However, afterwards, a lot of the material is based on scientific diplomacy, and preparedness for local disasters and insurance that is not directly related to these types of events. But then, it’s not clear why other risks are not considered, such as the threat of conflict, extreme global warming, or other risks with cascading effects. They provide historical examples of catastrophes; an ERALs like the Tambora eruption (1815-16) caused “the year without summer”, but didn’t kill more than 250k people; the ENSO event of 1876-79 killed around 30-50 million people (s. Our World in Data; https://doi.org/10.1175/JCLI-D-18-0159.1).

Also, I don’t get what you mean by “seguros por riesgos catastróficos” (p. 8); if you mean insurance for local disasters, sure, people should buy it more often, there’s probably a market failure… on the other hand, there is also significant moral hazard here: people will often fail to avoid risky regions because they are insured. However, if you mean RCG insurance… I really don’t know this could work, as no current insurance system could be expected to survive such a loss in global output – but it would interesting to explore some possible arrangements in depth[1].


2.Things I missed most:

a) More emphasis on geographical and economic aspects of Latin America

According to Wikipedia, Latin America has 656 million people, 20,000 km2, and a combined nominal GDP of US$5.188 trillion and a GDP PPP of US$10.285 trillion; but more than half of it is in Mexico and Brazil, which amount to 350 million people, 10,500 km2, and a combined GDP of aprox. US$4 trillion. And yet, they barely show up in the assessment; Brazilian policies are totally absent from appendix II.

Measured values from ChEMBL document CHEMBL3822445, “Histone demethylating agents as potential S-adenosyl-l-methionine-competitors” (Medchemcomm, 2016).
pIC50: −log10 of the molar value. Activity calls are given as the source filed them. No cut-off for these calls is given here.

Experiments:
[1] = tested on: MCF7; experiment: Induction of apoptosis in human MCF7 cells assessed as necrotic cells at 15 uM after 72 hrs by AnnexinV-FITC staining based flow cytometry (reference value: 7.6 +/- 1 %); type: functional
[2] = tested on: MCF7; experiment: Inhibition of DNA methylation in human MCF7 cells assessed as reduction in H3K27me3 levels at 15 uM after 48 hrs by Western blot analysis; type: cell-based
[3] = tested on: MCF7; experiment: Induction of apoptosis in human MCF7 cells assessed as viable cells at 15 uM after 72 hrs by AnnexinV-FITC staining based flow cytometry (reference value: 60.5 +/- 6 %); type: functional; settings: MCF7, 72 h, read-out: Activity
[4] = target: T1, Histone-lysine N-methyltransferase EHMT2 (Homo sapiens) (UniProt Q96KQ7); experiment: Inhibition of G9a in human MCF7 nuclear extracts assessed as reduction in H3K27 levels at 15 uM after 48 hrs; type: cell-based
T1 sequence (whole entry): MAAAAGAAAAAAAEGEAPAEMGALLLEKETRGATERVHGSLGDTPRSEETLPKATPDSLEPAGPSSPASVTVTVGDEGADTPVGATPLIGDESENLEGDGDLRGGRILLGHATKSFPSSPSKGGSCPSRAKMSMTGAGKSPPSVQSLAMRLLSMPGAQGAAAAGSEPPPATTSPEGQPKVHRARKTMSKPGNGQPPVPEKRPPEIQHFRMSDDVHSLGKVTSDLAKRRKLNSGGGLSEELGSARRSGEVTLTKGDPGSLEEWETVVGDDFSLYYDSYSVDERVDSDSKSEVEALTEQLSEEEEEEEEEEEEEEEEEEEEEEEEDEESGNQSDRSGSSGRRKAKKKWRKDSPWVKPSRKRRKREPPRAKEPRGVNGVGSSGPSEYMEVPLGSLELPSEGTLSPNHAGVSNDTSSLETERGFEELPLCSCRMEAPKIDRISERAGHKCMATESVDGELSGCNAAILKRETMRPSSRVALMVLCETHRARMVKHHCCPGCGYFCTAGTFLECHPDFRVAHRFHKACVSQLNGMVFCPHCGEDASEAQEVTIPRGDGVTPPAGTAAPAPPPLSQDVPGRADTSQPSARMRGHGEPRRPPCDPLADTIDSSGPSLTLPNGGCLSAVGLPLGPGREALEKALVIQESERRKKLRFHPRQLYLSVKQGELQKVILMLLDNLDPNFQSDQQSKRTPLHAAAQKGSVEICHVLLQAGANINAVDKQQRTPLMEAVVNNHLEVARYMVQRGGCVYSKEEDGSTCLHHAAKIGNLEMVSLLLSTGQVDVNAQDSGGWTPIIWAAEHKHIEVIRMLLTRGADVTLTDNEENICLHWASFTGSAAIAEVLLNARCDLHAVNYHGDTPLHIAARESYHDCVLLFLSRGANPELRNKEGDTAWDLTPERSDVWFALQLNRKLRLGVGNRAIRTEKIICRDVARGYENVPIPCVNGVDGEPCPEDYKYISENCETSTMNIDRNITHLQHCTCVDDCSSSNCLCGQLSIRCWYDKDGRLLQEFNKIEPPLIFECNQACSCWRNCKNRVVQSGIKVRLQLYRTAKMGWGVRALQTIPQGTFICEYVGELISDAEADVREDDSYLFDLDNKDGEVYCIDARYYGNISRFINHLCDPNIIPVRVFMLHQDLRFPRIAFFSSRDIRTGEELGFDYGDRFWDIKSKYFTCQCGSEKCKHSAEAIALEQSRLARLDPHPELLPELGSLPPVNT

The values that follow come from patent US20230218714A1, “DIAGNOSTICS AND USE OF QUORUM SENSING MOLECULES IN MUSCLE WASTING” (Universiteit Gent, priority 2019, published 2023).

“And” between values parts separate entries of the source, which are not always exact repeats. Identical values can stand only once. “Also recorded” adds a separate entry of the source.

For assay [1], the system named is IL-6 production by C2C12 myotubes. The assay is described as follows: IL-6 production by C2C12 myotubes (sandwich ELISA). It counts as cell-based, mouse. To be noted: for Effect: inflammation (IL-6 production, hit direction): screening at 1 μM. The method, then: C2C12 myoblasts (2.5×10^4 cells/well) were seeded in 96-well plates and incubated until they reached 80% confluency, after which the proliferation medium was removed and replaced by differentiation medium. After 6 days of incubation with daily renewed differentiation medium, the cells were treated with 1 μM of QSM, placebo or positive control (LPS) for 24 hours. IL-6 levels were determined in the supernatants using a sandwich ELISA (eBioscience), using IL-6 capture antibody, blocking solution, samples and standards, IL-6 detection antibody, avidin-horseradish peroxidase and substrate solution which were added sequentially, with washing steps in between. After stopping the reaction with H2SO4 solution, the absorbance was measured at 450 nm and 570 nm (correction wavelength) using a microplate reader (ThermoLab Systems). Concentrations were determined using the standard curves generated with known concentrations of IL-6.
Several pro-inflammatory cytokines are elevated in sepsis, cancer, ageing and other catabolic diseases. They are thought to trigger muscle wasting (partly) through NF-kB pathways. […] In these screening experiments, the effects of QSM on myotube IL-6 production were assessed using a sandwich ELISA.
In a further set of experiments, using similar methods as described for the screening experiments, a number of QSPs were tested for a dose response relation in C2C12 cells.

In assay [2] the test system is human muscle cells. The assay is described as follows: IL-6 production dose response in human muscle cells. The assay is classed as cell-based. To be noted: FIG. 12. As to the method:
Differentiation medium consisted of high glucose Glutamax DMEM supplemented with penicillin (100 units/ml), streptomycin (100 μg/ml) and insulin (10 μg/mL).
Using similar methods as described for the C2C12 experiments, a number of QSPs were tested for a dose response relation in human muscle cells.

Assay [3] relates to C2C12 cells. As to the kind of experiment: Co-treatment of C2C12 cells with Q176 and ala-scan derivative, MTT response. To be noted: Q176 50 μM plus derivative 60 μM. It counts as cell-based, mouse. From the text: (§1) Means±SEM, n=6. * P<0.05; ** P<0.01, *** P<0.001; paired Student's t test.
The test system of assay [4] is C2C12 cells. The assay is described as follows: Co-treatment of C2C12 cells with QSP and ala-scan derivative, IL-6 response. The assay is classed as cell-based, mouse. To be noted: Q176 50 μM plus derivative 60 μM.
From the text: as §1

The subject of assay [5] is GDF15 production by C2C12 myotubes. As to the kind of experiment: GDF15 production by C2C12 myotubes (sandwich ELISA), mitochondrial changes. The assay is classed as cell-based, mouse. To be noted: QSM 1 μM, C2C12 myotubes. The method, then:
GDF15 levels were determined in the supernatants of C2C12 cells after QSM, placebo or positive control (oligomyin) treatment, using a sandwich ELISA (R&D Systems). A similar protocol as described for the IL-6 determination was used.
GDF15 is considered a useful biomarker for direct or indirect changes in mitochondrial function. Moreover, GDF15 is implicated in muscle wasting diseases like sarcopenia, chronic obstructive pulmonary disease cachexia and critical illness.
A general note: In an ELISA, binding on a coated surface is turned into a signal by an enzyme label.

Also, I think the report would have greatly benefitted from an assessment of the state capacity and fiscal space in Latin American countries (perhaps you considered it unnecessary, as it is taken into account by the INFORM index and by Dahl’s GCR Index?) 

b) Historical examples of relevant disasters:
Such as Grande Seca - Wikipedia (included in the ENSO event of 1876-79), Haiti’s earthquake and cholera epidemics, Andean seismic and volcanic events, etc. 

3. Outdated reference?

“Se estima que los daños por desastres en América Latina y el Caribe han ascendido a unos US$20.000 millones anuales en una década, con más de 45.000 muertes y 40 millones de personas afectadas (Kiepi e Tayson, 2002)”.
Could we find a source more up to date? This is from more than twenty years ago, when the region's GDP and population was quite smaller. By way of comparison, the National Confederation of Municipalities in Brazil estimates that natural disasters have caused losses of R$ 400 billion (US$S80 billion) in the last decade in Brazil alone (more conservative estimates put that value around half of this). If that sounds like a lot, consider that Newman and Noy (2023) estimate that global warming alone causes US$143 billion in damage per year in the world (of which 63% refers to the value of deaths), and that Latin America accounts for 8.4% of the world's population  and 7.5% of GDP – from which we could expect at least US$7 billion to US$13 billion of annual damage in the region just because of global warming.


[1] What one usually wants from an insurance scheme is: a) pool the risk between different agents, and b) internalize ex ante the costs of risks, and c) hedge or protection against uncertain events. There are some proposed mechanisms along these lines: i) World Climate Bank (Broome & Foley, 2016); (ii) the Glasgow Loss and Damage Mechanism; iii) Cotton-Barratt’s proposal of insurance for dual-use pathogen research; etc.